Angola economy: Import addiction

Angola economy: Import addiction

In terms of the economy, the key question is the same as ever: what can Angola do apart from oil production? Stagnating oil output and lower global oil prices saw GDP flat line in 2010 and 2011, and expand by just 4.1% last year, a modest figure by the country’s recent standards.

A recent IMF report on the country stated: “The resulting drop in oil revenues impacted the non-oil economy through diminished private consumption, cuts to public spending and the accumulation of substantial arrears to domestic firms, particularly in the construction sector. Despite its favourable near-term outlook, Angola’s reliance on oil revenues and imports leaves the economy highly vulnerable to economic shocks.”

Angola imports a staggering amount of its requirements. While many people in rural areas grow what they consume, there is little economic connection between rural and urban areas. Even staple foodstuffs such as flour and rice are imported from Europe, contributing to Luanda’s reputation as one of the world’s most expensive cities. This disconnect has prevented the country as a whole from benefiting from national economic growth and it is shocking that it exists amid such poverty.

New import tariffs introduced in March have driven up prices still further, far beyond the levels seen in New York, London or Tokyo, so there is plenty of incentive for domestic entrepreneurs to produce goods for local consumption.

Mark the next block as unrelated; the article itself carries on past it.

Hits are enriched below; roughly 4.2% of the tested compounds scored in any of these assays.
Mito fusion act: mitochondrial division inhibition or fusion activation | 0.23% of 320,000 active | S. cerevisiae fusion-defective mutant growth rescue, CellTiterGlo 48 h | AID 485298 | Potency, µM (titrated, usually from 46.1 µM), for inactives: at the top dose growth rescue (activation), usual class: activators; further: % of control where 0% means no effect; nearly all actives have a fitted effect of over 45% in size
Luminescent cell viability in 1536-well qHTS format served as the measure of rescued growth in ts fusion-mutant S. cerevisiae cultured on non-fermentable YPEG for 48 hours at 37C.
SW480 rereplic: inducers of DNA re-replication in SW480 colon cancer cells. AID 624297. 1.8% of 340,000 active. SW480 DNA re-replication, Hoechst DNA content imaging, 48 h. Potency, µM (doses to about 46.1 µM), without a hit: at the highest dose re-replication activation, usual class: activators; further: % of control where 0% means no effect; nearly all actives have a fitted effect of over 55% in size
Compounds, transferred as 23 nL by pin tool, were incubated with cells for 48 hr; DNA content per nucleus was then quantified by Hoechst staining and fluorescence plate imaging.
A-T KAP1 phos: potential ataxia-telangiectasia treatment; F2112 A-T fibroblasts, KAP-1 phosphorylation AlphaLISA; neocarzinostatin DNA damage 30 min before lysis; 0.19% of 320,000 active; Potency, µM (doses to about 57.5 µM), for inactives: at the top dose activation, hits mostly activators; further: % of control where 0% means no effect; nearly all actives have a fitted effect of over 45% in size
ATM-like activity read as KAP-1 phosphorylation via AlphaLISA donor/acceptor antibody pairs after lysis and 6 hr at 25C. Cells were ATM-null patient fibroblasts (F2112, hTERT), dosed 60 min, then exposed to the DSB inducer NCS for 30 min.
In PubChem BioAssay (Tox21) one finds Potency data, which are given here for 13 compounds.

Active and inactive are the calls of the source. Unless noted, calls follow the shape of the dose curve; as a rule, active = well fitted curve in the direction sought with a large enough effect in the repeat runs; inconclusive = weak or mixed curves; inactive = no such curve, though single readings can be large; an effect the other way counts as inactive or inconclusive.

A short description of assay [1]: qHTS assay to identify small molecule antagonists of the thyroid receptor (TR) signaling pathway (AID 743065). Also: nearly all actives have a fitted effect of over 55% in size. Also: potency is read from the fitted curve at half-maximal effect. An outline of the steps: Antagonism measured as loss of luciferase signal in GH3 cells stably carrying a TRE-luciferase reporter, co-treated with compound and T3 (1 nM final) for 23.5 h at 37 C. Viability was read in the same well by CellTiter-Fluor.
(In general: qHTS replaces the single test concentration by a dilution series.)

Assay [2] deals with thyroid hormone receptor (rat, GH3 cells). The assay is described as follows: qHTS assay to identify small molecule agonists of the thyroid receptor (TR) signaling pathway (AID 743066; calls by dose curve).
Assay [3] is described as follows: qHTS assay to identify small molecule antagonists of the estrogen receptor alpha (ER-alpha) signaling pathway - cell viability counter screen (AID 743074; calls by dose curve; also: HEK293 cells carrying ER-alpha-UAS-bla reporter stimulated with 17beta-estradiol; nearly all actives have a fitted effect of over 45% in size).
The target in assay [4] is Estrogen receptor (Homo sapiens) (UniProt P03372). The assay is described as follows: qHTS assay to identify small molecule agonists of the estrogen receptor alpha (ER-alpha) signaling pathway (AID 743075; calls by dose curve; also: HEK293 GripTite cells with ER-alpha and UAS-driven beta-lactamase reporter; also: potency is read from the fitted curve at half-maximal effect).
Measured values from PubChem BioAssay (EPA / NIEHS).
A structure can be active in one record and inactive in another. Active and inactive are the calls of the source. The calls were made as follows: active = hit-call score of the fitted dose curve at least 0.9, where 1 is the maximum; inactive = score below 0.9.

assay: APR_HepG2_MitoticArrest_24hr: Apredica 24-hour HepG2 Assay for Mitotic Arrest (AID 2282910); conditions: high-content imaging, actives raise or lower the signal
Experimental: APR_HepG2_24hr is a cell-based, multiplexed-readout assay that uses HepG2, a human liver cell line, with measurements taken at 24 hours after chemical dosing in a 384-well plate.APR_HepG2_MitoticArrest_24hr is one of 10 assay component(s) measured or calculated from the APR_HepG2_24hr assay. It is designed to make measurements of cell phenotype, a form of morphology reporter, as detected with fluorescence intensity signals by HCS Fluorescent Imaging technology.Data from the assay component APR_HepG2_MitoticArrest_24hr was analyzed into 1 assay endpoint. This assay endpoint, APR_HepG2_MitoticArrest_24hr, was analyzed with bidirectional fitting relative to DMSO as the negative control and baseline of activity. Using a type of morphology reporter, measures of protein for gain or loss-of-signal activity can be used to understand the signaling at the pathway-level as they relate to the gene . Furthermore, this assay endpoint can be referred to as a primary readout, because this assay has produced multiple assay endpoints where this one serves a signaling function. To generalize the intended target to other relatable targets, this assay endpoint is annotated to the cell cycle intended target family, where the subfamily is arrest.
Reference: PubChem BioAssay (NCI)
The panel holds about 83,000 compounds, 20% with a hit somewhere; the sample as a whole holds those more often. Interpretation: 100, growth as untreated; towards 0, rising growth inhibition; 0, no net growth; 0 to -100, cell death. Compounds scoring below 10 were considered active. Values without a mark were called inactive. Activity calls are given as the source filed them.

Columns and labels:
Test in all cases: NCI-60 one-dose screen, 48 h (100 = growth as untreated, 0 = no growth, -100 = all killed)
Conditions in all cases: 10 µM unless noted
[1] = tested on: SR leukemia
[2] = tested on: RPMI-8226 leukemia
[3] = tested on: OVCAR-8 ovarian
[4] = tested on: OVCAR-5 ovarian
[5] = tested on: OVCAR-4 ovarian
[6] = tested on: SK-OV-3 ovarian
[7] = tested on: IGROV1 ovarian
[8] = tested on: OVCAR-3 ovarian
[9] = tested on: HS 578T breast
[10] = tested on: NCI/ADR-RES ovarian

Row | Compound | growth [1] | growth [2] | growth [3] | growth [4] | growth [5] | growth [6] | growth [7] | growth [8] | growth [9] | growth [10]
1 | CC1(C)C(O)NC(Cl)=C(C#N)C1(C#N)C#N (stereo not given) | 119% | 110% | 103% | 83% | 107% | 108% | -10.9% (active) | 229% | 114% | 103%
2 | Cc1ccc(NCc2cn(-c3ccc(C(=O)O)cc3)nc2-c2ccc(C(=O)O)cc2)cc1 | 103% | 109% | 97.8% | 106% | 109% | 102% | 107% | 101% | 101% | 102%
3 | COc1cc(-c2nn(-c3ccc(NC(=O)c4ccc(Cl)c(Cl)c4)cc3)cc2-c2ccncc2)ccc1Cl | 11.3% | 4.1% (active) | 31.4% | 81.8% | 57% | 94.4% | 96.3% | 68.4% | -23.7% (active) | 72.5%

In March, the Central Bank Governor, John Rwangombwa, announced a projected growth rate of 6% for 2014 and 6.7% for 2015. He also said he hoped the country’s reliance on foreign aid would drop to 20% by 2018.

However, most sources agree that there has been a little progress. Anthony Lopes Pinto, head of Imara Securities Angola, said: “It is now easy to find local produce in the shops. Previously, it was hard. It’s still an expensive city to live in, but not to the same extent as before.” A 50% duty has been imposed on fruit and vegetables, even those imported from neighbouring states, although goods such as flour, rice, sugar and beans are exempt from the tariffs. The big fear is that the urban poor will be hardest hit.

As in South Africa, the gap between rich and poor is enormous. Most people do not have formal jobs but even for those that do, the average national salary was just $260 a month in 2010. This figure was skewed by the monthly average $5,400 in the oil industry. The move is seen by many as an attempt to prepare Angola for entry into the Southern African Development Community’s (SADC) free trade area in 2017.

Most duties on goods traded with other SADC member states will have to be lifted in 2017, but three years seems a remarkably short time in which to cultivate new businesses within a protected environment. If the new tariff structure still fails to ignite interest in domestic production, then there really is something wrong in Angola.

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